Tutorial: Rustic Leather Sketchbook

We're going to be posting tutorials for stocking stuffer gifts for children every day this week. I loved opening stocking gifts when I was a kid but now I am a mom responsible for filling that stocking up and I don't enjoy the process as much. Filling the stocking always seems to be a last-minute chore where I spend too much money and buy too much plastic junk and candy. So this year, I am working ahead, using materials I already have in my studio, to make gifts for my boys and Laura's boys to put in their stockings.

This first tutorial is the most complicated, but also makes a nice gift for almost anyone- it's a little rustic leather sketchbook. My boys are always sketching something or writing down potions and spells, this 32-page sketchbook will serve well for anything they come up with. If you don't want to use leather you could use felt or a sturdy felted sweater piece. 

Now I am not a book maker by any means, but I managed to make a sturdy little journal and you can make one too. You will need:

  • Four pieces of paper, 8.5"x11"
  • Leather or suede scraps, one 5x7" and one 3x4" 
  • Embroidery floss
  • Beeswax
  • Scissors
  • Xacto knife
  • Straight edge
  • Cutting mat
  • Large sturdy needle
  • Sewing machine

Begin by cutting your paper- fold all four pieces in half horizontally, open up and cut along the fold. Fold them again and cut along the fold. Fold the pieces again but don't cut.

You will have four little booklets. Put two each together so you have two booklets with eight sheets of paper each. Stitch down the center fold using your sewing machine. I loosened the tension a bit and made the stitch length a bit longer than usual.

Now, mark 5 spots along the spine, just eyeball it so they are about even. The critical thing is that the marks are in the same spot on each booklet. Don't put the marks too close to the edge of the paper, I made mine just under 1/4" from the edge.

Using a sturdy large needle, twist a hole through the booklets on the marks.  

Run about two feet of embroidery floss lightly over beeswax. Thread floss on your sturdy needle. Sew through both holes on the bottom of the booklets and knot. Pass the needle from front to back in the second hole.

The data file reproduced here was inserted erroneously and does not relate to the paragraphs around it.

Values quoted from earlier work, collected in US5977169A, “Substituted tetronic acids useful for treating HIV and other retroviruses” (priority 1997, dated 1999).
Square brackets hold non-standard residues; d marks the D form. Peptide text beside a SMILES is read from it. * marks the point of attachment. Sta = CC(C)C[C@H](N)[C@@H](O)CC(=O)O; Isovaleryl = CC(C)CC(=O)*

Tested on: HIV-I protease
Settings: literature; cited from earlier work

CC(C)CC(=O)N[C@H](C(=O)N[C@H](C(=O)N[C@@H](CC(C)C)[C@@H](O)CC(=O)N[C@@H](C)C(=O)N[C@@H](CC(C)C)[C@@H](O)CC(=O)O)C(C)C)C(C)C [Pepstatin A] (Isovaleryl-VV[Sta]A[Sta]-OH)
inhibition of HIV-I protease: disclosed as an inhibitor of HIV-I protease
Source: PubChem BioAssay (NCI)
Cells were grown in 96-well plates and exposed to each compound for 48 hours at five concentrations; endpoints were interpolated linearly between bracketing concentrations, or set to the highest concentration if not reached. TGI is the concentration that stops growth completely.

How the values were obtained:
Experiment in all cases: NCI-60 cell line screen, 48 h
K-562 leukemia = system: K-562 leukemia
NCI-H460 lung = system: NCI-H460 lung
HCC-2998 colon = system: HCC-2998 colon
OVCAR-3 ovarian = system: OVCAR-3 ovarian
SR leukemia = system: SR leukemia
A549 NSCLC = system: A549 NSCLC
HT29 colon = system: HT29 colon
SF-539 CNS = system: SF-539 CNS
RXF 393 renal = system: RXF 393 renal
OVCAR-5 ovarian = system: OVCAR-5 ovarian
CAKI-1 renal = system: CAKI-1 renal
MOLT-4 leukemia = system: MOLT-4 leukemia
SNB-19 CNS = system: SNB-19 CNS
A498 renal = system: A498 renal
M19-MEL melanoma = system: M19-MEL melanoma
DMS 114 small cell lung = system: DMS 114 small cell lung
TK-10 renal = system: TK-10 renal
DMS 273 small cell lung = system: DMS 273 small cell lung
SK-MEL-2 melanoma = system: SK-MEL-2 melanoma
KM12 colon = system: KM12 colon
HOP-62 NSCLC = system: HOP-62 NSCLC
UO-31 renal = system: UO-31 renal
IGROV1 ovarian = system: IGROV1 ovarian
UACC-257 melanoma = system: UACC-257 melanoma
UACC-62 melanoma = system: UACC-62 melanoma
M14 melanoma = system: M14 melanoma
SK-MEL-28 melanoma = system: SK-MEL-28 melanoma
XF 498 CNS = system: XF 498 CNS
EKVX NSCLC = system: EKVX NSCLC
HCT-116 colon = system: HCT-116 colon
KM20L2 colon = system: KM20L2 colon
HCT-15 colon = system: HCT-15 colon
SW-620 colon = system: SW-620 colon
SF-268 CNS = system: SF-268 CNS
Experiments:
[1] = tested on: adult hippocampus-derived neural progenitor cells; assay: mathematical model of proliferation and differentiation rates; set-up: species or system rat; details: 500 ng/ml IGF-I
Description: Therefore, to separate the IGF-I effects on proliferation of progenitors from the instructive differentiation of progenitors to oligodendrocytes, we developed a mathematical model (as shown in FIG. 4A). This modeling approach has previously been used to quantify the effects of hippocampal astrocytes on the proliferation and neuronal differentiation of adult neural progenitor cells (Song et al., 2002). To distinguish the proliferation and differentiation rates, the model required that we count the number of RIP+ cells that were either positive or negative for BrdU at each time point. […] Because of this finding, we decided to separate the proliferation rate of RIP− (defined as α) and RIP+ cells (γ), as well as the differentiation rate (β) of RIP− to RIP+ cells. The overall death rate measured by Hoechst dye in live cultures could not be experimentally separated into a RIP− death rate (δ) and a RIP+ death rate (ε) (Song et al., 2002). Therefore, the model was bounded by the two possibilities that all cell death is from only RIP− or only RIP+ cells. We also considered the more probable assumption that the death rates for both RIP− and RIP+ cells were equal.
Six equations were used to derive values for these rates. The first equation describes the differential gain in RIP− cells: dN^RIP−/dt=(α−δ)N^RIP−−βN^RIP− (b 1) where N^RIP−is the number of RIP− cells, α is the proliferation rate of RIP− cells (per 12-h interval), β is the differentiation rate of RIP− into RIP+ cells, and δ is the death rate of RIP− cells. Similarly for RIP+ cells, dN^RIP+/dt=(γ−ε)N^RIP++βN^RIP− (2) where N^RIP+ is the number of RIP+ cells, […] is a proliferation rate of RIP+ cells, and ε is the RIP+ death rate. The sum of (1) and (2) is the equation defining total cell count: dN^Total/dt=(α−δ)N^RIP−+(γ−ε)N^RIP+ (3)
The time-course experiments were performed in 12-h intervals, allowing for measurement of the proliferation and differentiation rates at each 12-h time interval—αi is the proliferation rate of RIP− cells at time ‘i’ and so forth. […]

Bring the needle around the spine and back down through the same hole. Then go up through from back to front in the third hole. 

Continue stitching up the spine, alternating stitches on the front and back and work your way to the top and back down, wrapping around the spine at each hole. Pull everything good and snug but not too tight- I pulled right through the paper on my first book.

When you reach the starting point, knot off your floss and trim the ends. Now set the paper aside for a bit. 

Cut a template from paper that measures 6.25x4.75." Trace around your template.

Cut it out and fold in half crossways. Draw a curve to round the corners. Cut on your marks with the leather folded so each side matches.

Here's what you have so far-

Cut a ovalish or circle shape from your other piece of leather and cut in a spiral to make lacing for a tie. You want a piece that is about 18" long.

Now, using a pencil, lightly draw a line on the right side of the leather to mark the center- 3.125" from the edge. Lay the paper booklet on the right side of the leather and mark the hole placement on the leather. Your paper will look too wide right now, but you will trim it in a minute.

Wax and thread about two feet of embroidery floss on your needle again. Starting on the inside, pass the needle under one of the floss "bars" on the spine. Stick it out through to the front of the cover and up to the second mark on the cover, through the cover and up under the second floss bar. Then go back out through that second hole, up to the third mark.  Lay the lacing over the third mark and sew through the lacing and the cover. Sew under and around the third bar, and so on up the spine. Work your way back down the same way. 

Cut the edges of the paper so the edges are even and don't stick out from the cover. Press firmly on the straight edge and lightly slide the xacto knife down the edge repeatedly until you work your way through the whole stack of paper. This makes a nice even edge.

Knot and trim the floss, your sketchbook is done! 

Tomorrow I will post a super-simple and silly pencil topper made from scraps of yarn.

If you enjoyed this tutorial, visit our Tutorials and Patterns page for more like it. Also check out our ebook, Handwork for the Holidays, we designed 14 lovely gifts and decorations for you to sew, knit and craft. 

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